ANTIBACTERIAL AGENTS

Antibacterial agents are specifically chemical agents that kill or inhibit the growth of pathogenic bacteria. They are generally known as antibiotics. Antibiotics are complex chemical and natural substances that are secreted by some group of microorganisms (especially fungi and bacteria), and which have the ability to either kill or inhibit the growth of other microbes. Prior to the manufacture of synthetic and semi-synthetic antibiotics, antibiotics were formerly defined as substances produced by microorganisms and which killed or inhibited the growth of other microbes. Though there is no consensus to the actual definition of antibiotics; but to be all encompassing, an antibioticcan best be defined as a substance produced by a microorganism (wholly or partly by chemical synthesis) which in low or defined concentrations have the ability to kill or inhibit the growth of other susceptible microbes. The term antibiotics can synonymously be used with antimicrobial agents. Penicillin and tetracycline are examples of some naturally synthesized antibiotics produced by Penicillium species and Streptomyces species respectively. However, some of the available antibiotics are now synthesized by chemical processes using derivatives from their natural or original sources. Antibiotics are either used orally, topically or systemically. Their primary function is to kill or inhibit the growth of invading pathogenic bacteria in humans. While some antibacterial agents inhibit bacterial cell wall synthesis, others inhibit protein synthesis and DNA synthesis. Other antibacterial agents affect the cell membrane of the cell while some act as anti-metabolites (Table 1).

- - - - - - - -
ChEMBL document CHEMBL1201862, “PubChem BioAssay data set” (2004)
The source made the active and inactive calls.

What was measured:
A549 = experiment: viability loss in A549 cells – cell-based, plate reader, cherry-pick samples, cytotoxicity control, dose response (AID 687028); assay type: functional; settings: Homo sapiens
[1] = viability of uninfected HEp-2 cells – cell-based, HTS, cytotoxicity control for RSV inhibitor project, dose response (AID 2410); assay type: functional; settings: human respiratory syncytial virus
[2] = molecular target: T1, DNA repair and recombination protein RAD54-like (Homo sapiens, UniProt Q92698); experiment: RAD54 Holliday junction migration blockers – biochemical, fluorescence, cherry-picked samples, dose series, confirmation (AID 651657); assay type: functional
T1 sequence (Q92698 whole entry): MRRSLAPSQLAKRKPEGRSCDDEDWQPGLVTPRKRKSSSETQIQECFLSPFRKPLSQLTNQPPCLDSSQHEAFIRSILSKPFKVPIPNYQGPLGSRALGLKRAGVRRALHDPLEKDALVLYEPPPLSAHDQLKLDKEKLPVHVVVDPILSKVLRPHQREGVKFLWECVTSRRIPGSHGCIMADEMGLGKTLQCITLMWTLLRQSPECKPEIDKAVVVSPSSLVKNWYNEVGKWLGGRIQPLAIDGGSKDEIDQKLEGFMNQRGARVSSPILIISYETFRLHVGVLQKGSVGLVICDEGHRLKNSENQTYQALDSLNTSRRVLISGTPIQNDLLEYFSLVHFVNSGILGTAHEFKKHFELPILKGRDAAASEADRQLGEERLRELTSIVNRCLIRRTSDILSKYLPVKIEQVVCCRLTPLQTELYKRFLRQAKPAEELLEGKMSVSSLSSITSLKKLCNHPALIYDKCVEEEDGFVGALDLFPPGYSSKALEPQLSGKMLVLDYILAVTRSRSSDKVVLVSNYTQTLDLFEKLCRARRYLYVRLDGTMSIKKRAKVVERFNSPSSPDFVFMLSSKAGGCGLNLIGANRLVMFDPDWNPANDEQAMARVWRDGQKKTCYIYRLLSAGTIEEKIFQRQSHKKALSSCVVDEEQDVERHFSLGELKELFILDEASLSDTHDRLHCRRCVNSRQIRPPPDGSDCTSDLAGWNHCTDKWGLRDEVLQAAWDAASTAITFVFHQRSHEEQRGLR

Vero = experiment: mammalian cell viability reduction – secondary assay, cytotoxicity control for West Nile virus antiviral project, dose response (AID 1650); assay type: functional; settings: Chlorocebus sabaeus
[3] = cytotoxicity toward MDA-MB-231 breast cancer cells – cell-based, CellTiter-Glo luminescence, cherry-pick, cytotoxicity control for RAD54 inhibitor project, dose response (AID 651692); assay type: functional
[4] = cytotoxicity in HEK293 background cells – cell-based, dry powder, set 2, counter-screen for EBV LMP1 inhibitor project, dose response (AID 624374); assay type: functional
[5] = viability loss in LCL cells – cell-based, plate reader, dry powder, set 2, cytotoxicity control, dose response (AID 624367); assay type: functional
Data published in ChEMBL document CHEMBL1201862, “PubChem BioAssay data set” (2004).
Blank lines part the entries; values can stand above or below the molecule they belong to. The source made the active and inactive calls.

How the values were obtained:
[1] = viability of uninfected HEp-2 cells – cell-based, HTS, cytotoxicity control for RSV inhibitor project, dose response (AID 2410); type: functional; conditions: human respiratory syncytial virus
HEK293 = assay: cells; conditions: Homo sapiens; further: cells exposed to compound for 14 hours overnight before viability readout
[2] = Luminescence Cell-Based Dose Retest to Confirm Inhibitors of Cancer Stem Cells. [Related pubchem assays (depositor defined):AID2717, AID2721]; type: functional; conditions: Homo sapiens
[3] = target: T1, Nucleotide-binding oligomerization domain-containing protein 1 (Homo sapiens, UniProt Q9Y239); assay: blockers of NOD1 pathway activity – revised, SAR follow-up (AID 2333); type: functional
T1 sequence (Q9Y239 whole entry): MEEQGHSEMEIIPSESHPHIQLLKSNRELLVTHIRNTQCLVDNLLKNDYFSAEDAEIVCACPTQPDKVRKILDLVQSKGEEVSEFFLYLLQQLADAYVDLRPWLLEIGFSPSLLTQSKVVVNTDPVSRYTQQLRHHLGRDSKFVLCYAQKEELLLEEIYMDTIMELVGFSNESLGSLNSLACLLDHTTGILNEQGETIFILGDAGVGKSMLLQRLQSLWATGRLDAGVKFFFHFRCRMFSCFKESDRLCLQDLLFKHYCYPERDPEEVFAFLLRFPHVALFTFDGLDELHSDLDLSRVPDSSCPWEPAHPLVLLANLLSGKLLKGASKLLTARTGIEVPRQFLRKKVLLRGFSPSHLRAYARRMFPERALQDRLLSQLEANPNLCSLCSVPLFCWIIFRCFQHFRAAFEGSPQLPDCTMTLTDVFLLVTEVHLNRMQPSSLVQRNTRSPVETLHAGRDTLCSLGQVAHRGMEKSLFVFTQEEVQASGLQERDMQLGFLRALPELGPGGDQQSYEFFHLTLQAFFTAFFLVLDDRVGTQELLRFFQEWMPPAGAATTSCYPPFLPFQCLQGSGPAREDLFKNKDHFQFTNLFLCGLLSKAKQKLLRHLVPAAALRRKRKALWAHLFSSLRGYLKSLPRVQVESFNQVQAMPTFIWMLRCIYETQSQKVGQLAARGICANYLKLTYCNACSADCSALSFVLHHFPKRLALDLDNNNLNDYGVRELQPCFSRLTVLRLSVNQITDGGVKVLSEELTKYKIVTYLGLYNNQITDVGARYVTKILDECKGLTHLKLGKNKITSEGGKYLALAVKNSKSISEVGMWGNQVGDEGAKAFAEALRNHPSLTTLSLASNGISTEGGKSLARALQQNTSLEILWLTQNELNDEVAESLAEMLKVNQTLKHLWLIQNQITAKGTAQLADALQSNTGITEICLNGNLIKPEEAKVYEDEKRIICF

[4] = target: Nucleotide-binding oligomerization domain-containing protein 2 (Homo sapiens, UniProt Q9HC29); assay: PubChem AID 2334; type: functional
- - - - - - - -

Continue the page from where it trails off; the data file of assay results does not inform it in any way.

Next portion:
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Table 1 Some selected antibiotics used as inhibitory substances in the preparation of selective culture media                

AntibioticsSpectrum of activityMechanism of action
   
PenicillinActive on Gram-positive and Gram-negative bacteria, but mostly active on the formerInhibits bacterial cell wall synthesis by preventing the formation of peptidoglycan, a key cell wall component  
TetracyclineBroad spectrum agentInhibits protein synthesis in bacteria by binding to the 30S ribosomal subunit  
NovobiocinActive on Gram-negative bacteriaInhibits bacterial DNA synthesis    
ChloramphenicolBroad spectrum agentInhibits bacterial protein synthesis by binding to the 50S ribosomal subunit  
StreptomycinBroad spectrum agentInhibits bacterial protein synthesis by binding to the 30S ribosomal subunit  
ErythromycinMostly active on Gram-positive bacteriaInhibits bacterial protein synthesis by binding to the 50S ribosomal subunit  
PolymyxinActive on Gram-negative bacteria especially Pseudomonas speciesDisrupts cell membrane of bacteria    
RifampicinActive on Gram-positive bacteriaInhibit bacterial RNA synthesis by inhibiting bacterial DNA-dependent RNA polymerase enzyme  
Nalidixic acidActive on Gram-negative bacteriaInhibits bacterial DNA synthesis by interfering with the activity of DNA gyrase